Hong Kong’s economic growth remained sluggish in Q2 at 0.6% year-on-year.
While consumption expanded by 4% year-on-year, it was slower than Q1’s 4.5%.
Growth in investment went down future to -12.1% year-on-year from -7% in Q1.
ING expects GDP in the second half of 2019 continues to be weak, said Iris Pang, the bank's economist for Great China.
The good news is that the base effect will give a boost to the year-on-year growth rate, she added.
"With the base effect, Hong Kong GDP could grow around 1.4%YoY in 2H19,” Pang noted. “This is a revision from our previous forecasts of 2.0%YoY and 2.5%YoY in 3Q and 4Q, respectively.”
ING has also revised Hong Kong’s full year GDP growth to 1.0% from 1.8%.
Two factors to look for the rest of the year include the development of the US-China trade war and the frequency, duration and combative nature of the protests which could well carry on through the summer, according to Pang.
Progress on the trade war, which will affect the import-export business between China and Hong Kong.
“Unless these factors fade, the Hong Kong economy will be weaker in the second half of the year,” Pang predicted.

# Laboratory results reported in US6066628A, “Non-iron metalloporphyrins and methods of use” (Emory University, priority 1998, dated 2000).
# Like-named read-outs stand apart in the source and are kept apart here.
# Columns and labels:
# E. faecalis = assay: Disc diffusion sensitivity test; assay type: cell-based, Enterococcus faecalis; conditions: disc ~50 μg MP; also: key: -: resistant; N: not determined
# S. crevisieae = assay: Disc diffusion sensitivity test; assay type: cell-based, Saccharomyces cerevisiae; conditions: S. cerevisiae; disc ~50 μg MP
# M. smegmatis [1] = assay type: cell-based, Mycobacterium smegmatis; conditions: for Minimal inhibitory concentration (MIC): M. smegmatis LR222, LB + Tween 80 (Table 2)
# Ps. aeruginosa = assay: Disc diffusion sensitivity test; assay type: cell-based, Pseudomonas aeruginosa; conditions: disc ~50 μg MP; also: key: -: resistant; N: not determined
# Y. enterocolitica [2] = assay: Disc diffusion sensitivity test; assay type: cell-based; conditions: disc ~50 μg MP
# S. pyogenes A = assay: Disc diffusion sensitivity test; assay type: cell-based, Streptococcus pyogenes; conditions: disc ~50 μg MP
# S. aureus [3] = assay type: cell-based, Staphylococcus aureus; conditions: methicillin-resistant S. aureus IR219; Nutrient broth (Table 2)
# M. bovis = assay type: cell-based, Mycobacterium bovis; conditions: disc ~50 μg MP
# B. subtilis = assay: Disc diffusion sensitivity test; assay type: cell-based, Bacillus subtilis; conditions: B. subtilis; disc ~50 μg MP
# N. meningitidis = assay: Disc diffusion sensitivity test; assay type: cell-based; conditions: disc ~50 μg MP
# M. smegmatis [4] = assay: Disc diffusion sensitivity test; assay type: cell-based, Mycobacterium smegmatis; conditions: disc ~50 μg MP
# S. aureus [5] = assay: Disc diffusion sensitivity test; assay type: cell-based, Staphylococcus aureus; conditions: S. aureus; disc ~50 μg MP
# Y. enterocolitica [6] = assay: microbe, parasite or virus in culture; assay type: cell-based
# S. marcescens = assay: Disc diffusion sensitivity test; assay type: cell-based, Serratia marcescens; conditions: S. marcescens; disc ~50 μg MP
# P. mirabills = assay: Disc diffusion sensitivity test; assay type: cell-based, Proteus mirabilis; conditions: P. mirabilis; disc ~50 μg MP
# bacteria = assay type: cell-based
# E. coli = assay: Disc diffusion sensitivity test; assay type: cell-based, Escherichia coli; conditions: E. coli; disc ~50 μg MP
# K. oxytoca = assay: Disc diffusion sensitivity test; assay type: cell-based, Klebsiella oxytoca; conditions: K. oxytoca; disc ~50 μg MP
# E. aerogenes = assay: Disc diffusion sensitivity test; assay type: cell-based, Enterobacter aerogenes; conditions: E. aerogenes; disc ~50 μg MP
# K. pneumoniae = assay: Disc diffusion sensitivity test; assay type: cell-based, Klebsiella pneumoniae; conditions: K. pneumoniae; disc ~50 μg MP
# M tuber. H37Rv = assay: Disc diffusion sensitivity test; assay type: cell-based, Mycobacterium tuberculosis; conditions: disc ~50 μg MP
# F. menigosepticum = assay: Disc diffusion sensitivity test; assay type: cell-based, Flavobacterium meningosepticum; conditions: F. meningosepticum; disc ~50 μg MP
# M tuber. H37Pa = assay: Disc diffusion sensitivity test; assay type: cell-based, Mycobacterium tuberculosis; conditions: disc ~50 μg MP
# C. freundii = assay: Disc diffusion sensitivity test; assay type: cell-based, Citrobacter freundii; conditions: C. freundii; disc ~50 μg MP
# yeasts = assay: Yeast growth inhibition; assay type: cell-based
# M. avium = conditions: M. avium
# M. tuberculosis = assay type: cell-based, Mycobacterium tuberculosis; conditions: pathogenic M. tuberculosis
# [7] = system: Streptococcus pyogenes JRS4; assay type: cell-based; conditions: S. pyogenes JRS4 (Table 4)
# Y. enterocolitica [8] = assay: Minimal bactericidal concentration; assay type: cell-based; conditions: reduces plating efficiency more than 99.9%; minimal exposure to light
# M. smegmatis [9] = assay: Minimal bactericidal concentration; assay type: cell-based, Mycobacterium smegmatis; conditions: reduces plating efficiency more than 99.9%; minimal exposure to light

While the total import and export volumes fell by 7.6% in 2018 as a result of the US-China trade tensions, Pang expected freight volumes to be lower in 2019.
The number of companies the industry has dropped by 1.5% year-on-year and by about 1% quarter-to-quarter, reflecting the issue of negative investment.
This fall in the number of firms also means fewer people are working in the export-import trade industry, whose employment is 17% of the total employed population in Hong Kong, Pang said.
Employment in the sector fell by 3.6% year-on-year in March and was down by 2.8% quarter-to-quarter, she observed.
In addition, the number of job vacancies in the industry fell in March by 10.5% year-on-year and was down by 3.2% quarter-to-quarter, she added.
“As such, the impact of the US-China trade war on Hong Kong cannot be ignored,” Pang pointed out. "Trade-related industries' wage growth and job security will be at risk for the rest of the year.
While slower wage growth in the export-import trade sector is expected to contribute to the slowdown in retail sales which have already seen four months of contraction, the recent protests that shorten shops’ opening hours which could also impact their businesses, she said.